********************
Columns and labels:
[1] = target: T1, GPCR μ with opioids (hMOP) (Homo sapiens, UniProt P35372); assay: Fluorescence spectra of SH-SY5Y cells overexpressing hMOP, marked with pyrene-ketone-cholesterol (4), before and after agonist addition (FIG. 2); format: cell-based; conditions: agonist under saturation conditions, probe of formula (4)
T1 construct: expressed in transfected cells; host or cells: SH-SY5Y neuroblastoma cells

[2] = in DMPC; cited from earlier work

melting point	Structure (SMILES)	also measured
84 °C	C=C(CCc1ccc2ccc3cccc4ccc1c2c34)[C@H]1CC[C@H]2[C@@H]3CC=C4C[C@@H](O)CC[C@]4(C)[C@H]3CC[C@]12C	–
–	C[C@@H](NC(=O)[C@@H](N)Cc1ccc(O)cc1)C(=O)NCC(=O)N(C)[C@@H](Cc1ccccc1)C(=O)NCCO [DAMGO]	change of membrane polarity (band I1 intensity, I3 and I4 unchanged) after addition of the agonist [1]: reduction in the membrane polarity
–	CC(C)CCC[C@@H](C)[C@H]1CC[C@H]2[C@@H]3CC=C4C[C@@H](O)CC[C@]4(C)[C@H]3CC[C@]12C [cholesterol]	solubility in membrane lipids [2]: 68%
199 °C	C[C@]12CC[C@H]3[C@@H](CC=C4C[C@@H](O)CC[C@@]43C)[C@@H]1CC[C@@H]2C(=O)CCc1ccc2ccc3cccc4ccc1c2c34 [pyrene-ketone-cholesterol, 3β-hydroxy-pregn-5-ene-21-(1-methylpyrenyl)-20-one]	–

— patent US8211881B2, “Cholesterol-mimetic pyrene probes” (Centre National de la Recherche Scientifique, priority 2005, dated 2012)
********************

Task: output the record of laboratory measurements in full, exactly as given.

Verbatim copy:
Columns and labels:
[1] = target: T1, GPCR μ with opioids (hMOP) (Homo sapiens, UniProt P35372); assay: Fluorescence spectra of SH-SY5Y cells overexpressing hMOP, marked with pyrene-ketone-cholesterol (4), before and after agonist addition (FIG. 2); format: cell-based; conditions: agonist under saturation conditions, probe of formula (4)
T1 construct: expressed in transfected cells; host or cells: SH-SY5Y neuroblastoma cells

[2] = in DMPC; cited from earlier work

melting point	Structure (SMILES)	also measured
84 °C	C=C(CCc1ccc2ccc3cccc4ccc1c2c34)[C@H]1CC[C@H]2[C@@H]3CC=C4C[C@@H](O)CC[C@]4(C)[C@H]3CC[C@]12C	–
–	C[C@@H](NC(=O)[C@@H](N)Cc1ccc(O)cc1)C(=O)NCC(=O)N(C)[C@@H](Cc1ccccc1)C(=O)NCCO [DAMGO]	change of membrane polarity (band I1 intensity, I3 and I4 unchanged) after addition of the agonist [1]: reduction in the membrane polarity
–	CC(C)CCC[C@@H](C)[C@H]1CC[C@H]2[C@@H]3CC=C4C[C@@H](O)CC[C@]4(C)[C@H]3CC[C@]12C [cholesterol]	solubility in membrane lipids [2]: 68%
199 °C	C[C@]12CC[C@H]3[C@@H](CC=C4C[C@@H](O)CC[C@@]43C)[C@@H]1CC[C@@H]2C(=O)CCc1ccc2ccc3cccc4ccc1c2c34 [pyrene-ketone-cholesterol, 3β-hydroxy-pregn-5-ene-21-(1-methylpyrenyl)-20-one]	–

— patent US8211881B2, “Cholesterol-mimetic pyrene probes” (Centre National de la Recherche Scientifique, priority 2005, dated 2012)